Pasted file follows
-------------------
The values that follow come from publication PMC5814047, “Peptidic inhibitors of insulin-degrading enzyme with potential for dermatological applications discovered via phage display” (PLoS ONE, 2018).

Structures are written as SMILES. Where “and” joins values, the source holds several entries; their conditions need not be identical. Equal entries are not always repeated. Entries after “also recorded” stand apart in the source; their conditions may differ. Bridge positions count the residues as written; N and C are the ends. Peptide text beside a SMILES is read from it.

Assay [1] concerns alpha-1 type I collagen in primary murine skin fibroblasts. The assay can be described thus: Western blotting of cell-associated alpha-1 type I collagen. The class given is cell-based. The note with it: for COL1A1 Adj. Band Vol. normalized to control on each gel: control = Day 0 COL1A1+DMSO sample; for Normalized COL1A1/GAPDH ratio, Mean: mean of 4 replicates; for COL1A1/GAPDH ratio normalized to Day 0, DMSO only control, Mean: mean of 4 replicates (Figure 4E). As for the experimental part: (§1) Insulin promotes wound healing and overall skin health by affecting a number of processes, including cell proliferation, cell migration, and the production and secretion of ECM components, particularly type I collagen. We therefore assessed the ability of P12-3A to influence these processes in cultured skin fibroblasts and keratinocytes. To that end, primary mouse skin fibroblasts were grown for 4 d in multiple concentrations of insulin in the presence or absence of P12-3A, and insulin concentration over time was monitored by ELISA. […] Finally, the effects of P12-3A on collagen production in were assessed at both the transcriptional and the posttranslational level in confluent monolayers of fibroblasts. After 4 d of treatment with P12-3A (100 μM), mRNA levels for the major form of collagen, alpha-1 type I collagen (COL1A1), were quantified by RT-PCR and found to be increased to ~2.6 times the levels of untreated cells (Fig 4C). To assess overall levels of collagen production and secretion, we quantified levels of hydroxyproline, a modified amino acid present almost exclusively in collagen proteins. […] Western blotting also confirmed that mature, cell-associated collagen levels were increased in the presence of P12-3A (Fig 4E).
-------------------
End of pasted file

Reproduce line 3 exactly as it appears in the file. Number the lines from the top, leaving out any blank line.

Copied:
Assay [1] concerns alpha-1 type I collagen in primary murine skin fibroblasts. The assay can be described thus: Western blotting of cell-associated alpha-1 type I collagen. The class given is cell-based. The note with it: for COL1A1 Adj. Band Vol. normalized to control on each gel: control = Day 0 COL1A1+DMSO sample; for Normalized COL1A1/GAPDH ratio, Mean: mean of 4 replicates; for COL1A1/GAPDH ratio normalized to Day 0, DMSO only control, Mean: mean of 4 replicates (Figure 4E). As for the experimental part: (§1) Insulin promotes wound healing and overall skin health by affecting a number of processes, including cell proliferation, cell migration, and the production and secretion of ECM components, particularly type I collagen. We therefore assessed the ability of P12-3A to influence these processes in cultured skin fibroblasts and keratinocytes. To that end, primary mouse skin fibroblasts were grown for 4 d in multiple concentrations of insulin in the presence or absence of P12-3A, and insulin concentration over time was monitored by ELISA. […] Finally, the effects of P12-3A on collagen production in were assessed at both the transcriptional and the posttranslational level in confluent monolayers of fibroblasts. After 4 d of treatment with P12-3A (100 μM), mRNA levels for the major form of collagen, alpha-1 type I collagen (COL1A1), were quantified by RT-PCR and found to be increased to ~2.6 times the levels of untreated cells (Fig 4C). To assess overall levels of collagen production and secretion, we quantified levels of hydroxyproline, a modified amino acid present almost exclusively in collagen proteins. […] Western blotting also confirmed that mature, cell-associated collagen levels were increased in the presence of P12-3A (Fig 4E).